The "Difficult Patient" vs. the "Difficult Doctor"

Topic: Connecting minds

The following story is an example of how our sessions with a patient may go offtrack without our realizing what is happening until it is too late, quick to blame the patient as the „difficult one“. This is not a real-life story, but one based on my experience working in a supervising capacity with doctors, in our own field and in oncology. This is a composite picture from many sources, originally written as a script for an educational video. Privacy is protected as this is not based on any particular persons or events.



The main point being made is that, yes, patients can be difficult, boring, negativistic and blaming. The tendency is to blame the patient. We, as professionals, have to work with and work through difficult moments with our patients. This requires being observant, empathic and skilful. At the same time, we have to be aware of our own issues; be they imported from our private lives, from work or our countertranference, acted out in a session.


John, gaunt and grayish-looking, is invited into the doctor ´s office after 20 minutes delay.


Gudrun, the oncologist, gazing at the computer screen, invites him to sit down. „Sorry to keep you waiting“.


John, slumped in the chair: „Guess it´s all right. I am used to be kept waiting“.


Gudrun, doing her best to sound cheerful: „And how are we doing today“?


John: „I don´t know how WE are doing, but I am not good. Terrible in fact. The new painkiller is not doing anything for me. You are not doing anything for me“.


Not a good start for what is expected to be a supportive conversation. Let me give you some background. John, 58 years old, with metastatic colon cancer, a career as a chronically frustrated teacher, his wife an administrator at the Ministry of Welfare. Gudrun trained as an oncologist at the Karolinska, moved back to Iceland due to family issues, with two children and husband, leaving an unfinished doctoral thesis behind. Now working in an understaffed oncology clinic at the University Hospital in Reykjavik.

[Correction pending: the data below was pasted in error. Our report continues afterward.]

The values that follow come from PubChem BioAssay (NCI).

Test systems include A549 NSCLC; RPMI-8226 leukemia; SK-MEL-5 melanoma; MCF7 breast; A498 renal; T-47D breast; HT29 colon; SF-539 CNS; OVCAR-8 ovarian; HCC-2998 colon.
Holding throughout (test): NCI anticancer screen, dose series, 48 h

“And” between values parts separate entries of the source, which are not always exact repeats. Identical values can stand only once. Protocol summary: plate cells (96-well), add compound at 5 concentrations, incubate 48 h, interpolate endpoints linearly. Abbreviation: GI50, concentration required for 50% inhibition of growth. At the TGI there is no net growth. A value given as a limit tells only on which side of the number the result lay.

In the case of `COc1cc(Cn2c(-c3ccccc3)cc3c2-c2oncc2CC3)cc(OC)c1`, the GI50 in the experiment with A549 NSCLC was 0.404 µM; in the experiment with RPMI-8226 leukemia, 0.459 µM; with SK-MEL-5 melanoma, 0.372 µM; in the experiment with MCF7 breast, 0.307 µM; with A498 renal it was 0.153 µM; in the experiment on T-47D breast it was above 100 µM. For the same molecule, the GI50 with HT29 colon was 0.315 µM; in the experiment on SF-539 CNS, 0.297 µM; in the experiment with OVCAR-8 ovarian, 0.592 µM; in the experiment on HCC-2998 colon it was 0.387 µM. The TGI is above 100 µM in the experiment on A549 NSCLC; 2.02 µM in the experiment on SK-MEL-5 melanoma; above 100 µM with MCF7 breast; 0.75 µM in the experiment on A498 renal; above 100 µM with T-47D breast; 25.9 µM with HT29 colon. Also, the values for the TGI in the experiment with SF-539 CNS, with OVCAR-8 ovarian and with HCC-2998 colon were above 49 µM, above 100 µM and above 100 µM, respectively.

Gudrun, turning in her chair and, looking for the first time straight at John. „How can you say this? Your new medications are working, (gazing again at the computer screen) your blood tests came out just fine. To Florida with your wife. Wonderful vacation. I don´t understand“.


John, with something resembling a smile on his face: „OK. So is my suffering now part of the treatment“


Gudrun, leaning back in her chair, takes a deep breath: „I am doing my best to help you. I am not known for giving up. In fact, I am working my ass off in this hospital. And the team has been amazing“.


John: „Oh yes. The team. Just forgot... the TEAM“.


Obviously, a clash. So, A little more background information. John got up late. His wife was stressed, had to drop him off at the hospital before an important work meeting. Their relationship has often been strained, mostly due to John´s passive-agressive behaviour, inducing guilt in others. Gudrun, her perfectionistic demands of herself (remember the doctorate thesis), lead to interpersonal clashes.


Her daydreaming, ADD-diagnosed artist husband is of no help. She had been late for the appointment with John, got cought up in overexplaining something to the junior staff.


So, who is the difficult one?


Obviously, the patient is negativistic, passive-aggressive, feels he is playing second fiddle in his wife´s life; feels devalued by his inattentive physician, both before and in their meeting. He is in severe somatic pain, but mostly fearful of his prognosis. The doctor, struggling with subconscious fears of being inadequate, is in no mood to be confronted with the minor lapse of being late, and the difficulties in alleviating the patient´s fear and pain.


Culprit: Neither one.


Solution: Not only do we need to use empathy and understanding of our patients, but we must know ourselves, our interpersonal strengths and weaknesses. This also includes recognition of our stress level, and, in today ´s work environment, to be aware of the syndrome of burnout rearing its ugly head.


Advice: Before you enter the workplace in the morning, pause, take a deep breath, think of whatever unfinished issues may be troubling you. Leave them outside. □